DIRECTIVE 2006/42/EC ANNEX I_EHSR

3.   SUPPLEMENTARY ESSENTIAL HEALTH AND SAFETY REQUIREMENTS TO OFFSET HAZARDS DUE TO THE MOBILITY OF MACHINERY

Machinery presenting hazards due to its mobility must meet all the essential health and safety requirements described in this chapter (see General Principles, point 4).

3.1.   GENERAL
3.1.1.   Definitions
(a)
‘Machinery presenting hazards due to its mobility’ means
—machinery the operation of which requires either mobility while working, or continuous or semi-continuous movement between a succession of fixed working locations, or
—machinery which is operated without being moved, but which may be equipped in such a way as to enable it to be moved more easily from one place to another.

(b)
‘Driver’ means an operator responsible for the movement of a machine. The driver may be transported by the machinery or may be on foot, accompanying the machinery, or may guide the machinery by remote control.

3.2.   WORK POSITIONS
3.2.1.   Driving position

Visibility from the driving position must be such that the driver can, in complete safety for himself and the exposed persons, operate the machinery and its tools in their foreseeable conditions of use. Where necessary, appropriate devices must be provided to remedy hazards due to inadequate direct vision.

Machinery on which the driver is transported must be designed and constructed in such a way that, from the driving positions, there is no risk to the driver from inadvertent contact with the wheels and tracks.

The driving position of ride-on drivers must be designed and constructed in such a way that a driver's cab may be fitted, provided this does not increase the risk and there is room for it. The cab must incorporate a place for the instructions needed for the driver.

3.2.2.   Seating

Where there is a risk that operators or other persons transported by the machinery may be crushed between parts of the machinery and the ground should the machinery roll or tip over, in particular for machinery equipped with a protective structure referred to in section 3.4.3 or 3.4.4, their seats must be designed or equipped with a restraint system so as to keep the persons in their seats, without restricting movements necessary for operations or movements relative to the structure caused by the suspension of the seats. Such restraint systems should not be fitted if they increase the risk.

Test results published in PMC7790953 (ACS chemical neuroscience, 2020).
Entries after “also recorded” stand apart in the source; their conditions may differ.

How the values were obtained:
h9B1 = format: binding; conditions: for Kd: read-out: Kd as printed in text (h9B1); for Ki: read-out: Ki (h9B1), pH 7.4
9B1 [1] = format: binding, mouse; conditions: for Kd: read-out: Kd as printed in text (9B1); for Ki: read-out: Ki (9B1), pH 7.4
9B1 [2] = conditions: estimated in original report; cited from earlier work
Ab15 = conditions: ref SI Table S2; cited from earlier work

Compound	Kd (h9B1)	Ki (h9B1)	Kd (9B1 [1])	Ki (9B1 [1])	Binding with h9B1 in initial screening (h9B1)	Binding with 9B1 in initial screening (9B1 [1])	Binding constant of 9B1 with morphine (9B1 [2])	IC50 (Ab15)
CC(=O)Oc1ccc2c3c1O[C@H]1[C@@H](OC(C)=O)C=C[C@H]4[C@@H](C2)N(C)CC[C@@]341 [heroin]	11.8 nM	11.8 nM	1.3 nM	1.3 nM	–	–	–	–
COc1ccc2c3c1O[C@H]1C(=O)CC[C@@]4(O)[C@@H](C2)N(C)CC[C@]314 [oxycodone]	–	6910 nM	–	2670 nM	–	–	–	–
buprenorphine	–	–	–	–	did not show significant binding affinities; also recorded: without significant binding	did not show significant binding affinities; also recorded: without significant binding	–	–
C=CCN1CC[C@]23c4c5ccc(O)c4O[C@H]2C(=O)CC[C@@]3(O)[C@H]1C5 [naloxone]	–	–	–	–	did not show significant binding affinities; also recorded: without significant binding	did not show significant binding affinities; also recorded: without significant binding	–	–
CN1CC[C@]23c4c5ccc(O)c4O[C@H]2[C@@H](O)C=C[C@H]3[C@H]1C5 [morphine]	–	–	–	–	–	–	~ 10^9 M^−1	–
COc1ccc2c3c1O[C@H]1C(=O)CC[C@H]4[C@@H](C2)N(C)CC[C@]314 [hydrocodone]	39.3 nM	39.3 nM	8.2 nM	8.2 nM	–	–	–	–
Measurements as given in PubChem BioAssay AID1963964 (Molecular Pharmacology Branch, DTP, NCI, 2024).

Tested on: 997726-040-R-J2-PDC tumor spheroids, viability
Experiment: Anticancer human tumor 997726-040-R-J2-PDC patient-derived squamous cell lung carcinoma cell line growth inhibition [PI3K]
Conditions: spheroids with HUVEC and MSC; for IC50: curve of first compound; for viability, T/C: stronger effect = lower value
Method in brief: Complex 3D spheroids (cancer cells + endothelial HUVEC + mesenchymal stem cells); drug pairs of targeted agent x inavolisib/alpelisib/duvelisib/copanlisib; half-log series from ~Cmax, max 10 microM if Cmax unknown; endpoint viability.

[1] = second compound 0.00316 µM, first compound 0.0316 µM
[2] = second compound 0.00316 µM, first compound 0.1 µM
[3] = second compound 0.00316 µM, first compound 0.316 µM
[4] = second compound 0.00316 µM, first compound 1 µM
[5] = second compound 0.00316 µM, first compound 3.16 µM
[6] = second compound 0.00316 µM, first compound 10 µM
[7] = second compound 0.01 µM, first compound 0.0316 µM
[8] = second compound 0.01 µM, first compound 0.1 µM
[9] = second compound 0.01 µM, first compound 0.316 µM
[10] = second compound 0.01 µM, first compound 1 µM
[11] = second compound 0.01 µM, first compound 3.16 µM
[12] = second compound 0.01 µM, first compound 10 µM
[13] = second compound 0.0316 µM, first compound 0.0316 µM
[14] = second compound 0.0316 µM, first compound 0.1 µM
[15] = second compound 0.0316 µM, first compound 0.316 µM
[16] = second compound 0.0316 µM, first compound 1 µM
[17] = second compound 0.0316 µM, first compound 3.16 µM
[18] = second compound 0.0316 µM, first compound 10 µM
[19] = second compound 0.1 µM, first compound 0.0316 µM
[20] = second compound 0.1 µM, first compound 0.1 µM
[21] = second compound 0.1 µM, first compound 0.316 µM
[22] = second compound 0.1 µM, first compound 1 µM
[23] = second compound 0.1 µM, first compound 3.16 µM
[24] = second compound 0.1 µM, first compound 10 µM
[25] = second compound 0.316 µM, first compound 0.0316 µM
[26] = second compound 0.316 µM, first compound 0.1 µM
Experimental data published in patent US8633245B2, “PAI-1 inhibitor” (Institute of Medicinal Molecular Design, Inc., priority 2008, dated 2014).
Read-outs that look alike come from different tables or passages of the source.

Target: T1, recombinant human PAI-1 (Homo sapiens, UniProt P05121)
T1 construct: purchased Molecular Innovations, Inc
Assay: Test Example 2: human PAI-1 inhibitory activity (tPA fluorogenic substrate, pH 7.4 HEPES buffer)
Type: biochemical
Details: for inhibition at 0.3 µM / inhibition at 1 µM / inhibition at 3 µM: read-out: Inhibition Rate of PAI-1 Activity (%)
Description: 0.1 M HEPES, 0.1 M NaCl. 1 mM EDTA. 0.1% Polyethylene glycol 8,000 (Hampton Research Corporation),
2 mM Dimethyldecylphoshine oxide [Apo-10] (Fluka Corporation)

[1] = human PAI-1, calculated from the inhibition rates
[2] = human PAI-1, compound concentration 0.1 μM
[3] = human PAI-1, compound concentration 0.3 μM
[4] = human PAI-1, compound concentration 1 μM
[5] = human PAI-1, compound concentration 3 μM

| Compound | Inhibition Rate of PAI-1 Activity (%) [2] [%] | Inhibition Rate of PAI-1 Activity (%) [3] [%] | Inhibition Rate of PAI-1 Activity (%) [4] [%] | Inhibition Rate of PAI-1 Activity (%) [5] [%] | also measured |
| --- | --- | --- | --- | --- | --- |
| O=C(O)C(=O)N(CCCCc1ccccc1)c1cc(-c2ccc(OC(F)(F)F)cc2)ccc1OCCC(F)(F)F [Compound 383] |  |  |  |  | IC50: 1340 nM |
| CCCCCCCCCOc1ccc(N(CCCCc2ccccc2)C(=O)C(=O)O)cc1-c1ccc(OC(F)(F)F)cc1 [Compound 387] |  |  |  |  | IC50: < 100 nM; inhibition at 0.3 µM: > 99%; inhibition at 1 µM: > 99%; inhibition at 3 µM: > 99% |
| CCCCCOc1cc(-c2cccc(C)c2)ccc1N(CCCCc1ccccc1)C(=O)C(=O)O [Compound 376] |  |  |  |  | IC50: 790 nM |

3.2.3.   Positions for other persons

If the conditions of use provide that persons other than the driver may occasionally or regularly be transported by the machinery or work on it, appropriate positions must be provided which enable them to be transported or to work on it without risk.

The second and third paragraphs of section 3.2.1 also apply to the places provided for persons other than the driver.

3.3.   CONTROL SYSTEMS

If necessary, steps must be taken to prevent unauthorised use of controls.

In the case of remote controls, each control unit must clearly identify the machinery to be controlled from that unit.

The remote control system must be designed and constructed in such a way as to affect only:
—the machinery in question,
—the functions in question.
Remote controlled machinery must be designed and constructed in such a way that it will respond only to signals from the intended control units.

3.3.1.   Control devices